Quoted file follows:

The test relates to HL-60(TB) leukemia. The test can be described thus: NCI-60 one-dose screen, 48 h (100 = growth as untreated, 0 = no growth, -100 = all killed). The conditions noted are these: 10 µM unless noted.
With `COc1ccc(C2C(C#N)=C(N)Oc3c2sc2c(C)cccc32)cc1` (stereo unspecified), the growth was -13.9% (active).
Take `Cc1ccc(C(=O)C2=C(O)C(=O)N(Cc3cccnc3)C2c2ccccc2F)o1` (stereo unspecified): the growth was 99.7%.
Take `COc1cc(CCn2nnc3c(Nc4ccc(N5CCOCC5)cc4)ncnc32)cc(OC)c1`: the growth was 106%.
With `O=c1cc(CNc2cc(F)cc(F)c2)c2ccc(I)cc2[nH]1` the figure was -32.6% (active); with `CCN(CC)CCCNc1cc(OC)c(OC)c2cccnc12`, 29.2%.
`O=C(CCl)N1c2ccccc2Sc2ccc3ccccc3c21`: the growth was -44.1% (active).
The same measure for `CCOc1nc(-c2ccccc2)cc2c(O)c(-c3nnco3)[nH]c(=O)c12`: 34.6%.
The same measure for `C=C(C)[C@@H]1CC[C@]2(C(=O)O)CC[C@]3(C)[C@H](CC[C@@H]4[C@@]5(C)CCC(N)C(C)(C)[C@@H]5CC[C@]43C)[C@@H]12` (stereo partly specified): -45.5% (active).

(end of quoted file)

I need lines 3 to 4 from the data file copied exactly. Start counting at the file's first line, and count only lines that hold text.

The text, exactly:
Take `Cc1ccc(C(=O)C2=C(O)C(=O)N(Cc3cccnc3)C2c2ccccc2F)o1` (stereo unspecified): the growth was 99.7%.
Take `COc1cc(CCn2nnc3c(Nc4ccc(N5CCOCC5)cc4)ncnc32)cc(OC)c1`: the growth was 106%.